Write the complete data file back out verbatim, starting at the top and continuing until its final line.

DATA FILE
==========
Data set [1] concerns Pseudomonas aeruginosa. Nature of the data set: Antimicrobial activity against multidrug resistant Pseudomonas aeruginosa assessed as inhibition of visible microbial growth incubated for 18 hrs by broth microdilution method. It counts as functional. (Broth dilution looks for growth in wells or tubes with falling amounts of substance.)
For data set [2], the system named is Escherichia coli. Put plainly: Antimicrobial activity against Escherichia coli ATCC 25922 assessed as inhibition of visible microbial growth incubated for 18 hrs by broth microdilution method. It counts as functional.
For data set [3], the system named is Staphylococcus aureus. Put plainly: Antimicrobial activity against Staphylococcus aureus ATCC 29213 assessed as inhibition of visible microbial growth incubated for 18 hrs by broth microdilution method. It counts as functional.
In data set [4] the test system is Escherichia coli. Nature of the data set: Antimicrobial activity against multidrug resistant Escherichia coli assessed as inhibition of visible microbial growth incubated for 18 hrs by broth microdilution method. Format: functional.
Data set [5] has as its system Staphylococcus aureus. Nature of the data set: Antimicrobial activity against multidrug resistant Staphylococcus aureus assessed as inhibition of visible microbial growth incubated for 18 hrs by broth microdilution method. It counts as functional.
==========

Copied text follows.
Data set [1] concerns Pseudomonas aeruginosa. Nature of the data set: Antimicrobial activity against multidrug resistant Pseudomonas aeruginosa assessed as inhibition of visible microbial growth incubated for 18 hrs by broth microdilution method. It counts as functional. (Broth dilution looks for growth in wells or tubes with falling amounts of substance.)
For data set [2], the system named is Escherichia coli. Put plainly: Antimicrobial activity against Escherichia coli ATCC 25922 assessed as inhibition of visible microbial growth incubated for 18 hrs by broth microdilution method. It counts as functional.
For data set [3], the system named is Staphylococcus aureus. Put plainly: Antimicrobial activity against Staphylococcus aureus ATCC 29213 assessed as inhibition of visible microbial growth incubated for 18 hrs by broth microdilution method. It counts as functional.
In data set [4] the test system is Escherichia coli. Nature of the data set: Antimicrobial activity against multidrug resistant Escherichia coli assessed as inhibition of visible microbial growth incubated for 18 hrs by broth microdilution method. Format: functional.
Data set [5] has as its system Staphylococcus aureus. Nature of the data set: Antimicrobial activity against multidrug resistant Staphylococcus aureus assessed as inhibition of visible microbial growth incubated for 18 hrs by broth microdilution method. It counts as functional.